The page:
Colon Cancer

Gobbling up poison: A method for killing colon cancer

These days, cancer researchers aim to design targeted and specific therapy – those that kill cancer but spare the surrounding tissue. Immunotoxins, which use cancer-targeted antibodies linked to deadly toxins such as ricin, ...

Sep 08, 2014
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Treating colon cancer with vitamin A

A leading cause of cancer deaths worldwide, colon cancer is famously resistant to treatment. There are many reasons for this, but one has to do with a group of persisting cancer cells in the colon that cause relapses. Conventional ...

Dec 14, 2015
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New model could speed up colon cancer research

Using the gene-editing system known as CRISPR, MIT researchers have shown in mice that they can generate colon tumors that very closely resemble human tumors. This advance should help scientists learn more about how the disease ...

May 01, 2017
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The sugar-attaching enzyme that defines colon cancer

Researchers have identified an enzyme that is absent in healthy colon tissue but abundant in colon cancer cells, according to a report in the Jan. 26 issue of the Journal of Biological Chemistry. The enzyme appears to drive ...

Jan 26, 2018
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Hormone loss could be involved in colon cancer

Some cancers, like breast and prostate cancer, are driven by hormones such as estrogen and testosterone, but to date, there are none that are driven by the lack of a hormone. New evidence suggests that human colon cells may ...

Oct 10, 2014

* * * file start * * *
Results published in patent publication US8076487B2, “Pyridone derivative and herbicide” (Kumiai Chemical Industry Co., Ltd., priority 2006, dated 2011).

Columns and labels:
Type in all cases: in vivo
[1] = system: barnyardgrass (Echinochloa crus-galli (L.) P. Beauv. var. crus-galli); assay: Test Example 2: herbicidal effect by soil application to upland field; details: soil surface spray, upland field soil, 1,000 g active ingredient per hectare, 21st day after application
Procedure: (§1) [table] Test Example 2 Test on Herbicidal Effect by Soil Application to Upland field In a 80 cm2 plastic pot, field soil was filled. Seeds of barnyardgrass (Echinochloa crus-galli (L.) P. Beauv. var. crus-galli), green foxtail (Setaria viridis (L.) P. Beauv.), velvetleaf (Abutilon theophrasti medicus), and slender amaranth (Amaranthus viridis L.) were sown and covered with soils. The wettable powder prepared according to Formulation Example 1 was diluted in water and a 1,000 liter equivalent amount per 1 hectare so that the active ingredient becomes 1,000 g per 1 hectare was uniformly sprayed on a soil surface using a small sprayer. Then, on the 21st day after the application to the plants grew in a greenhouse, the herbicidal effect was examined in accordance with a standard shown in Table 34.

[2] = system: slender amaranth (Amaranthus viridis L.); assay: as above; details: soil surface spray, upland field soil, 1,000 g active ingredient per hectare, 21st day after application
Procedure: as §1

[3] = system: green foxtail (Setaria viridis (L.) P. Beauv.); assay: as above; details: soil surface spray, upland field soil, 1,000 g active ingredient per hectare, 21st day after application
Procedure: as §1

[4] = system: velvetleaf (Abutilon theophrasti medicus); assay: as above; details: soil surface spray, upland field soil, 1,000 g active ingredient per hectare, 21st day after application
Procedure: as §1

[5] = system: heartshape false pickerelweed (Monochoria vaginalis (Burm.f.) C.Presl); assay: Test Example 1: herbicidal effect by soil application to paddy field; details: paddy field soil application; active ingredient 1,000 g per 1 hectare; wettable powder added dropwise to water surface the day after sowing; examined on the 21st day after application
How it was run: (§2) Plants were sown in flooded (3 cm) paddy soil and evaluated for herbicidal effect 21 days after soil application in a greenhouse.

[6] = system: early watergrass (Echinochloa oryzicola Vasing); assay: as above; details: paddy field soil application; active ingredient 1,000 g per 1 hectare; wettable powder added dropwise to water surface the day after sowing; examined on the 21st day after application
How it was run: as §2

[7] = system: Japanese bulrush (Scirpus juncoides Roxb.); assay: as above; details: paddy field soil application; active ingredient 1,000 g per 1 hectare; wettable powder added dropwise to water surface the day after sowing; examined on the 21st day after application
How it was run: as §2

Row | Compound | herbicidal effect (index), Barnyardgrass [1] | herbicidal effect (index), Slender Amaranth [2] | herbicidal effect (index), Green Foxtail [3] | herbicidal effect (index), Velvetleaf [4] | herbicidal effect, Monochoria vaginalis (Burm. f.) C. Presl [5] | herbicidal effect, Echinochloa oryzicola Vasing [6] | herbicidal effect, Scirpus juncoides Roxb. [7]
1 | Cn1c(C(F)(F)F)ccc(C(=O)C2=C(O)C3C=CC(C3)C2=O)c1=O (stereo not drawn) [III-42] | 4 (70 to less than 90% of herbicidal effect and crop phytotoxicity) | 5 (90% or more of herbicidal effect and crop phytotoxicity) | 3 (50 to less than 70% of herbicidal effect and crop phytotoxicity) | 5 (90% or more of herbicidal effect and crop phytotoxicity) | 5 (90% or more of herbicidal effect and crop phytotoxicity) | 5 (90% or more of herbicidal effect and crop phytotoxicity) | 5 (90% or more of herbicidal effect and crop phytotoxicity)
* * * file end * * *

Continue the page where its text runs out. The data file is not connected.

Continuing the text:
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Mystery molecule is a key to inhibiting colon cancer

Immunologists at St. Jude Children's Research Hospital have discovered that a protein called NLRC3 plays a central role in inhibiting colon cells from becoming cancerous. The study, led by Thirumala-Devi Kanneganti, Ph.D., ...

Dec 12, 2016
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Colorectal cancer, commonly known as bowel cancer, is a cancer from uncontrolled cell growth in the colon, rectum, or appendix. Symptoms typically include rectal bleeding and anemia which are sometimes associated with weight loss and changes in bowel habits.

Most colorectal cancer occurs due to lifestyle and increasing age with only a minority of cases associated with underlying genetic disorders. It typically starts in the lining of the bowel and if left untreated, can grow into the muscle layers underneath, and then through the bowel wall. Screening is effective at decreasing the chance of dying from colorectal cancer and is recommended starting at the age of 50 and continuing until a person is 75 years old. Localized bowel cancer is usually diagnosed through sigmoidoscopy or colonoscopy.

Cancers that are confined within the wall of the colon are often curable with surgery while cancer that has spread widely around the body is usually not curable and management then focuses on extending the person's life via chemotherapy and improving quality of life. Colorectal cancer is the fourth most commonly diagnosed cancer in the world, but it is more common in developed countries. Around 60% of cases were diagnosed in the developed world. It is estimated that worldwide, in 2008, 1.23 million new cases of colorectal cancer were clinically diagnosed, and that it killed 608,000 people.

This text uses material from Wikipedia licensed under CC BY-SA

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